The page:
Ambition and Paralysis: Omaha Von Maur Shooting
What happened when Robert Hawkins went into the Von Maur store of Westroads Mall in West Omaha, Nebraska?
No one knows, and the family of Hawkins bear the worst ignominy imaginable. Your son... Your son...
What I can say, however, is that upon hearing of the event, I received an aftershock of the teenage disillusion I experienced from ages ~14 to 17. You're a loser. Why can't you do anything? Your life has no meaning. No one likes you, and no one cares.
By my estimation, there is something about the human brain at this time that creates a thirst for danger, introspection, and the projection of a deranged psychological reality. Not all feel this, of course. Anthropologically, we have extended childhood too far, perhaps. Hawkins had recently broken up with his girlfriend and fired from his job at McDonald's. Caught up in dreams of greatness, ambition, and power, and juxtaposed with his humiliation of lost family, lost connections, and no place in society, Hawkins, like many others -- surprise -- did the "unthinkable."
There is something about that Missouri Valley, its river splitting Western Iowa and Eastern Nebraska. Land of my youth, halcyon days, dark days, impotent rages, dysfunction, dreams of power, delusions of grandeur.
Was I that young man? Were we?
The unthinkable happened again, in Arvada and Colorado Springs, Colorado. Homicidal/suicidal shootings. What can be done?
There is an empire of hate brewing. If the Boomer Generation who fueled the American 1960s were excessively spoiled and privileged with material wealth, what of the children born during the Reagan era, and brought up in the "get mine" phase of the America economy? Where the separation between childhood and adulthood is supposed to be so simple -- as simple as the walls that separate the ghettos of the great unwashed and the whited sepulchres of B-52-size SUVs and McMansions.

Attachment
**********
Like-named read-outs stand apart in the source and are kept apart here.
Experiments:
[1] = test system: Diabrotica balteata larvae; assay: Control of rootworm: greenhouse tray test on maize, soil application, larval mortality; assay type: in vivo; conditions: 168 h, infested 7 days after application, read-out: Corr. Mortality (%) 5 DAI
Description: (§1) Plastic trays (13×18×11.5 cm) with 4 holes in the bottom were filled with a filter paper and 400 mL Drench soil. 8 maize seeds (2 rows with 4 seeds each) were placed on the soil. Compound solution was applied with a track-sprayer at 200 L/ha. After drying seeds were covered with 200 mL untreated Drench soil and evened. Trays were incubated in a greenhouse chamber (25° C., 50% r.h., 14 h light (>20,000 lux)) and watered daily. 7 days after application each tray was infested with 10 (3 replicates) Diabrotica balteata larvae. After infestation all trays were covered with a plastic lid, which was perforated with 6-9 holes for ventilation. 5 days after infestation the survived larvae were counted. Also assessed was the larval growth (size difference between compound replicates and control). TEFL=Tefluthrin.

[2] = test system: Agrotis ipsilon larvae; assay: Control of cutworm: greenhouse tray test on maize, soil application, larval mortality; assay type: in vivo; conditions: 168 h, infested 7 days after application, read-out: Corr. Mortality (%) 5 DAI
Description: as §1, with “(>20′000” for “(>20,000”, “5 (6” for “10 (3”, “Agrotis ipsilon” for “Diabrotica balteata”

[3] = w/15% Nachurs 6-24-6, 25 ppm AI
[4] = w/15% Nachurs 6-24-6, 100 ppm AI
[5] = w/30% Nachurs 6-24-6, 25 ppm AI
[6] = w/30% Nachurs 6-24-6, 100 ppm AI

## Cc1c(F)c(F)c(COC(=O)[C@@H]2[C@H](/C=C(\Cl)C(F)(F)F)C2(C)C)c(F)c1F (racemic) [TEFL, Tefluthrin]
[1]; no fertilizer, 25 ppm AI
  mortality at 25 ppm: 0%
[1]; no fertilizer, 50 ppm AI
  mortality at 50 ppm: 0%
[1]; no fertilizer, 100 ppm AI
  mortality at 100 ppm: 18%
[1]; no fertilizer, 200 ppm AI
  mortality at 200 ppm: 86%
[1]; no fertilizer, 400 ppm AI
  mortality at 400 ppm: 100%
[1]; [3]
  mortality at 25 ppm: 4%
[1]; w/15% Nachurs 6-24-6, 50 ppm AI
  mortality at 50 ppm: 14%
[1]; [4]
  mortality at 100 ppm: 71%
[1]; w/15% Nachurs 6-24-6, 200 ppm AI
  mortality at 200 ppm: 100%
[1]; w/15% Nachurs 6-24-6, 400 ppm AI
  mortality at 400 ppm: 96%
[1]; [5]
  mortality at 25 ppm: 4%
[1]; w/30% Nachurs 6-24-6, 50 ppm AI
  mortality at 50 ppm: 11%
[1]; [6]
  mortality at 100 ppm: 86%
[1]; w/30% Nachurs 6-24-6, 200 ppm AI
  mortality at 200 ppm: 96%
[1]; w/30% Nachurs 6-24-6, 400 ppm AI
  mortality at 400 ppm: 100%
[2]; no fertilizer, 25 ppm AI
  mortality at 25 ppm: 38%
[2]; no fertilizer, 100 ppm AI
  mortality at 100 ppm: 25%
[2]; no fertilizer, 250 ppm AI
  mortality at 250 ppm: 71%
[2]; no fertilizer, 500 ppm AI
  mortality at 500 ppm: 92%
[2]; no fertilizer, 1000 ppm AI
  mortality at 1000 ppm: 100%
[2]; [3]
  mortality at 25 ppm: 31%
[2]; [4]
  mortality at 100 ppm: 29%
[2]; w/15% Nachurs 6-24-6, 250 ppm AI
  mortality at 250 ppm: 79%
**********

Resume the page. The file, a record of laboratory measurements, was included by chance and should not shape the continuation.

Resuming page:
For Hawkins, Von Maur represented the untouchable latter, I think -- Omaha's version of Luis Vuitton, Kenneth Cole, and Saks Fifth Avenue.
Why are you shooting? No, you don't have to do this.
The shootings are supposed to be a last stand of power, a statement of hate, yet I'm overcome by the paralysis that the murders show. Amid this existential paranoia of teenage boys, we have given fuel to the fire: guns on demand.
A pall of death shadows poor Omaha, what we used to call the "City." The prayer doth not affect the nuclear weapon overhead, nor the gunblazing teenager. We live in an absurd world, and teach violence without realizing it, and suffer, suffer, suffer its effects.
No profanes - sacred